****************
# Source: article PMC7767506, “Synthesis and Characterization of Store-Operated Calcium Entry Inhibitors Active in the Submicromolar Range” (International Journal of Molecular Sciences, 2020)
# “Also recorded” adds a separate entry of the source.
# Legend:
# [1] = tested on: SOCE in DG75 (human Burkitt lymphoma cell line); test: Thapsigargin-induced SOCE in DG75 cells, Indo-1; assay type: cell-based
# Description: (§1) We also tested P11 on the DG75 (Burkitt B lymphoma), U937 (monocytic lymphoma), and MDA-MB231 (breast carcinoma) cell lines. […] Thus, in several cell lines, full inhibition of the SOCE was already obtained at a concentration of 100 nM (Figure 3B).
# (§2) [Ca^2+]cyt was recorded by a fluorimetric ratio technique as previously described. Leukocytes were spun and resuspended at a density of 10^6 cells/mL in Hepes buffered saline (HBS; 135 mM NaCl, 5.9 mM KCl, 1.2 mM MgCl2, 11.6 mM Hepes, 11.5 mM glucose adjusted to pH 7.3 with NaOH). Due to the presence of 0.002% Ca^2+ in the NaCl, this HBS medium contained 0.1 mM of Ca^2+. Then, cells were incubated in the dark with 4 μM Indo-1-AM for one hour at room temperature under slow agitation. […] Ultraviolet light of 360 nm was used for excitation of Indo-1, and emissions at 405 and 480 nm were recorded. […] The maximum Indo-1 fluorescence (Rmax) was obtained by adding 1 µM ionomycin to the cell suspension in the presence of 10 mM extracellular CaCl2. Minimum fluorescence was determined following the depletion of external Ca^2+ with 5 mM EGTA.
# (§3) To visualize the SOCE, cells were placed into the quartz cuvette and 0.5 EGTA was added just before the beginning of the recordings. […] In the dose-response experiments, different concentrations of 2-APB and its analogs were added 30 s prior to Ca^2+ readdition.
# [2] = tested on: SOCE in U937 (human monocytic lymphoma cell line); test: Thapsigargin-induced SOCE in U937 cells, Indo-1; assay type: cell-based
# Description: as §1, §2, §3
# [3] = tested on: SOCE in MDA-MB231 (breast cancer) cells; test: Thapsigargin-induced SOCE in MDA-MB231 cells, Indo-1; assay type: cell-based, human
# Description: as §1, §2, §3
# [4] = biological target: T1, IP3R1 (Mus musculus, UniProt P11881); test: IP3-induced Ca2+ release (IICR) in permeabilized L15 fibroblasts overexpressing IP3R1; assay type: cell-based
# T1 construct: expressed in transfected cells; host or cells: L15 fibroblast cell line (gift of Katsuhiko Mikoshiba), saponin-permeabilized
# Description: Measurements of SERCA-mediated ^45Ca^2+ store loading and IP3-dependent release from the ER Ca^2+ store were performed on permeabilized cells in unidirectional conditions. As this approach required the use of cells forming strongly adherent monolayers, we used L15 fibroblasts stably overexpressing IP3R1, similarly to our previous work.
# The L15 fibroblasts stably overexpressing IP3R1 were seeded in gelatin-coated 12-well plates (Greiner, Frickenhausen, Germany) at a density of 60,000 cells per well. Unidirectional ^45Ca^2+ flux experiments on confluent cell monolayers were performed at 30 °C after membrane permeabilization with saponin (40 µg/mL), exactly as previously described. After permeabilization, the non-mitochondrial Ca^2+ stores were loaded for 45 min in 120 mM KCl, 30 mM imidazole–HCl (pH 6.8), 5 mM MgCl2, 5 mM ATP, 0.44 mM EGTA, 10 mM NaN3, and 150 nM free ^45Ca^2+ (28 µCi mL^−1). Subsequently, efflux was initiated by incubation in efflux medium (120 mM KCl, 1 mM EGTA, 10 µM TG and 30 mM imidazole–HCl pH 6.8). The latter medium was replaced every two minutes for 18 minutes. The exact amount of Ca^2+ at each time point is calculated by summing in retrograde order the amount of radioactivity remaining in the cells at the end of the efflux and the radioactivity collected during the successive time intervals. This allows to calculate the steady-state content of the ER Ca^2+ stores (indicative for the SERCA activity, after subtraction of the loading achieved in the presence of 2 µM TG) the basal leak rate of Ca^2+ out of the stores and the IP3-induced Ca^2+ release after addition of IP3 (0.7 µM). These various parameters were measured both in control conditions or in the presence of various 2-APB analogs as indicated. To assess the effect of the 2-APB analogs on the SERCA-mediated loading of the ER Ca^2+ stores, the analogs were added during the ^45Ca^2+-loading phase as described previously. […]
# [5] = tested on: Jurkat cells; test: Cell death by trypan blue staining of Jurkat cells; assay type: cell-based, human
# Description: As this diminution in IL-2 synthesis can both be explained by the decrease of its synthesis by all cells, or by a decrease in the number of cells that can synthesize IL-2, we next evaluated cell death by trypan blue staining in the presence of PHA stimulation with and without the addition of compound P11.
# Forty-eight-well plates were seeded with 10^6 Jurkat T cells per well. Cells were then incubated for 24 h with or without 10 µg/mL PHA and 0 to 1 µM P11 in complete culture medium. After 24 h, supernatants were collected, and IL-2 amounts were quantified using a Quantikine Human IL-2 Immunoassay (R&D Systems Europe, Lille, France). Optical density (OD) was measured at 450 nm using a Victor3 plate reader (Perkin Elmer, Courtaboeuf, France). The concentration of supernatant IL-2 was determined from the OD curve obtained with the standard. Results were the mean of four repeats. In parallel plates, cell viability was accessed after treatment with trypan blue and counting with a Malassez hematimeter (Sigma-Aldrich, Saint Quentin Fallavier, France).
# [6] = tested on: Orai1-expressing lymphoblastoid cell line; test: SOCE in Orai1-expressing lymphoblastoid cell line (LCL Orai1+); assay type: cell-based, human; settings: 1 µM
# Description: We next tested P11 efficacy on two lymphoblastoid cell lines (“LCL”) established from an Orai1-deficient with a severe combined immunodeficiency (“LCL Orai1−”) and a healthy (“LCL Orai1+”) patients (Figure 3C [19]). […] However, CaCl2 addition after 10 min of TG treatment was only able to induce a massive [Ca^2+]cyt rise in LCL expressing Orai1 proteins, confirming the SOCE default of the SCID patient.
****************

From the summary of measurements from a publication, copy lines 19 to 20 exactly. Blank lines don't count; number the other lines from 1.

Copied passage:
# [6] = tested on: Orai1-expressing lymphoblastoid cell line; test: SOCE in Orai1-expressing lymphoblastoid cell line (LCL Orai1+); assay type: cell-based, human; settings: 1 µM
# Description: We next tested P11 efficacy on two lymphoblastoid cell lines (“LCL”) established from an Orai1-deficient with a severe combined immunodeficiency (“LCL Orai1−”) and a healthy (“LCL Orai1+”) patients (Figure 3C [19]). […] However, CaCl2 addition after 10 min of TG treatment was only able to induce a massive [Ca^2+]cyt rise in LCL expressing Orai1 proteins, confirming the SOCE default of the SCID patient.